In the course of a week or two I was therefore invited to preach. I was so reduced that I was obliged to walk the whole distance on the Sunday morning, and as I was asked to no house, I went straight to the chapel, and loitered about in the graveyard till a woman came and opened a door at the back. I explained who I was, and sat down in a Windsor chair against a small kitchen table in the vestry. It was cold, but there was no fire, nor were any preparations made for one. On the mantel-shelf were a bottle of water and a glass, but as the water had evidently been there for some time, it was not very tempting.

I waited in silence for about twenty minutes, and my friend the dealer then came in, and having shaken hands, and remarked that it was chilly, asked me for the hymns. These I gave him, and went into the pulpit. I found myself in a plain-looking building designed to hold about two hundred people. There was a gallery opposite me, and the floor was occupied with high, dark, brown pews, one or two immediately on my right and left being surrounded with faded green curtains. I counted my hearers, and discovered that there were exactly seventeen, including two very old labourers, who sat on a form near the door. The gallery was quite empty, except a little organ, or seraphine, I think it was called, which was played by a young woman. The dealer gave out the hymns, and accompanied the seraphine in a bass voice, singing the air. A weak whisper might be perceived from the rest of the congregation, but nothing more.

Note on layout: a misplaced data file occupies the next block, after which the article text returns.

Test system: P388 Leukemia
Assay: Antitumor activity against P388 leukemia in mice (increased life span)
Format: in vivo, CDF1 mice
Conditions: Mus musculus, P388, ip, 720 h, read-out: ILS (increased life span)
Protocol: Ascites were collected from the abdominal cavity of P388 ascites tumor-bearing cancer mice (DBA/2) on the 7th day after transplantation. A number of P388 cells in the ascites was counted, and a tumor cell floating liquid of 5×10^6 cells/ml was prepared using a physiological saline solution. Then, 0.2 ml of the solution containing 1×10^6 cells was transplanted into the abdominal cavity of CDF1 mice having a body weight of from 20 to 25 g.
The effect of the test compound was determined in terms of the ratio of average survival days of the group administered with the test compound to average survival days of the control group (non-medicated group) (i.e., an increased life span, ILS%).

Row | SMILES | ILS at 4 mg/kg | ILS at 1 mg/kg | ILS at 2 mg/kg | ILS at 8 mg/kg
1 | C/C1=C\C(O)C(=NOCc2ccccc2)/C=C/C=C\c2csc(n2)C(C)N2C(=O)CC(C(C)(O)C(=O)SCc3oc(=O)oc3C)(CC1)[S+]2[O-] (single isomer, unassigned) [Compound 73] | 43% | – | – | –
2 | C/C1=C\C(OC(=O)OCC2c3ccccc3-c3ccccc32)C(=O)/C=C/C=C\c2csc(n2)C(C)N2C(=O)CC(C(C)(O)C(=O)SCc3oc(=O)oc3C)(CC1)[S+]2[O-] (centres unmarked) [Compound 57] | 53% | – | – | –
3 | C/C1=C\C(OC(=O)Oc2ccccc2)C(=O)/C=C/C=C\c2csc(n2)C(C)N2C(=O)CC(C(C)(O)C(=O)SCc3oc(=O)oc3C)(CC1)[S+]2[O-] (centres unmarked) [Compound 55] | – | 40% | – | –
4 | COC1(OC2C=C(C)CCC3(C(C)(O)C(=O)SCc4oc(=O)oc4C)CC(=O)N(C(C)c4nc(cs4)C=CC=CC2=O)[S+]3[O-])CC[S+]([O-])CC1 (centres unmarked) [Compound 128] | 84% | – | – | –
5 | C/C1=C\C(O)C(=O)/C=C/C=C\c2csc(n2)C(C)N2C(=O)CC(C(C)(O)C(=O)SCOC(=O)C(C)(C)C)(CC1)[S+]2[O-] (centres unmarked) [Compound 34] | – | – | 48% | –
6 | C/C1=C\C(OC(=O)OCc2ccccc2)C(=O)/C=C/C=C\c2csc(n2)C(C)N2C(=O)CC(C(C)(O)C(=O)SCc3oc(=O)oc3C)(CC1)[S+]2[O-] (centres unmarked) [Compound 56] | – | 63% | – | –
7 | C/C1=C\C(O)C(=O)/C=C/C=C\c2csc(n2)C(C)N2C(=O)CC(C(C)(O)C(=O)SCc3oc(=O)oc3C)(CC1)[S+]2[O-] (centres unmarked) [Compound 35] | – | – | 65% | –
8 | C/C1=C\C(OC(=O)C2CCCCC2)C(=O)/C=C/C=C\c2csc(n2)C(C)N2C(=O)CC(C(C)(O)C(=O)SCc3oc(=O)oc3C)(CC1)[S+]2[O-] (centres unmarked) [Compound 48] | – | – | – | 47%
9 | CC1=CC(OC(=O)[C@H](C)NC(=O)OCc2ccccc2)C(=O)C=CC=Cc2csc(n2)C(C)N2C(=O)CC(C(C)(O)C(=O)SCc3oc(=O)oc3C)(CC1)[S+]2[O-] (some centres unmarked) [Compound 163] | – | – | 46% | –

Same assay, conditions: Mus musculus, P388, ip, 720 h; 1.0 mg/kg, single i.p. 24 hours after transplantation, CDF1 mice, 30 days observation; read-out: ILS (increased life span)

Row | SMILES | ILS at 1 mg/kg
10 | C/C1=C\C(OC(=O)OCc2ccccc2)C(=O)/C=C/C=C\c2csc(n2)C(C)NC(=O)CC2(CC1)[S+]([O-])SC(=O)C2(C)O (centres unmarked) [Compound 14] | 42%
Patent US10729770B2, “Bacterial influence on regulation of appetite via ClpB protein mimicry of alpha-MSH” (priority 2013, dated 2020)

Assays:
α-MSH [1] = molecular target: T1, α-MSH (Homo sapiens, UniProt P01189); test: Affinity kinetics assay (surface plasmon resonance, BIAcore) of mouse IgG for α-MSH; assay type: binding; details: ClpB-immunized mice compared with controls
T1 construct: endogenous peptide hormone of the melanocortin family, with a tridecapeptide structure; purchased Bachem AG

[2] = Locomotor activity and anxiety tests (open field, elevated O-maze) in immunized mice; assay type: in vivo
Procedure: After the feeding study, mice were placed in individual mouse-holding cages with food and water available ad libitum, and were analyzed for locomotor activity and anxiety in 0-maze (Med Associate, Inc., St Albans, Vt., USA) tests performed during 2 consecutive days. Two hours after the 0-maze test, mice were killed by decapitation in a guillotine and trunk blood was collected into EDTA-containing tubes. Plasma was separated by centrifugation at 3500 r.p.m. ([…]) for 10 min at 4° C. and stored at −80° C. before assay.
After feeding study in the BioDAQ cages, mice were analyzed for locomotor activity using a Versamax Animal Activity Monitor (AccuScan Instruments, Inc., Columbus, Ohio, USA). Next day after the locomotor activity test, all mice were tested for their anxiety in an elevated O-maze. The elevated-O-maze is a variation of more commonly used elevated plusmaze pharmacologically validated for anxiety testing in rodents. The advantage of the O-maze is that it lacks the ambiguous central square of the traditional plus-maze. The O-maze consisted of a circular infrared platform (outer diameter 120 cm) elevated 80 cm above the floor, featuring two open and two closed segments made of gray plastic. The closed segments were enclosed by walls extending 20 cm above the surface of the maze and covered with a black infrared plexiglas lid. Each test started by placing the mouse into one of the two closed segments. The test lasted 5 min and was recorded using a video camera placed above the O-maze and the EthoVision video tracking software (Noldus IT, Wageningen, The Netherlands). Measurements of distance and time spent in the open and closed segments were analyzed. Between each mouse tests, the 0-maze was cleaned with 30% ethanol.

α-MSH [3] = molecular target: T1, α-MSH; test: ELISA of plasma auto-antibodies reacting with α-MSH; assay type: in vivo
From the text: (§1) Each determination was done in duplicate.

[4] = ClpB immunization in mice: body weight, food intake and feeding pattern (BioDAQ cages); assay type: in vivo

I was somewhat taken aback at finding in the Bible a discourse which had been left by one of my predecessors. It was a funeral-sermon, neatly written, and had evidently done duty on several occasions, although the allusions in it might be considered personal. The piety and good works of the departed were praised with emphasis, but the masculine pronouns originally used were altered above the lines all throughout to feminine pronouns, and the word "brother" to "sister," so that no difficulty might arise in reading it for either sex. I was faint, benumbed, and with no heart for anything. I talked for about half-an-hour about what I considered to be the real meaning of the death of Christ, thinking that this was a subject which might prove as attractive as any other.

After the service the assembly of seventeen departed, save one thin elderly gentleman, who came into the vestry, and having made a slight bow, said: "Mr. Rutherford, will you come with me, if you please?" I accordingly followed him, almost in silence, through the village till we reached his house, where his wife, who had gone on before, received us. They had formerly kept the shop which the dealer now had, but had retired. They might both be about sixty-five, and were of about the same temperament, pale, thin, and ineffectual, as if they had been fed on gruel.

We had dinner in a large room with an old-fashioned grate in it, in which was stuck a basket stove. I remember perfectly well what we had for dinner. There was a neck of mutton (cold), potatoes, cabbage, a suet pudding, and some of the strangest-looking ale I ever saw—about the colour of lemon juice, but what it was really like I do not know, as I did not drink beer. I was somewhat surprised at being asked whether I would take potatoes OR cabbage, but thinking it was the custom of the country not to indulge in both at once, and remembering that I was on probation, I said "cabbage."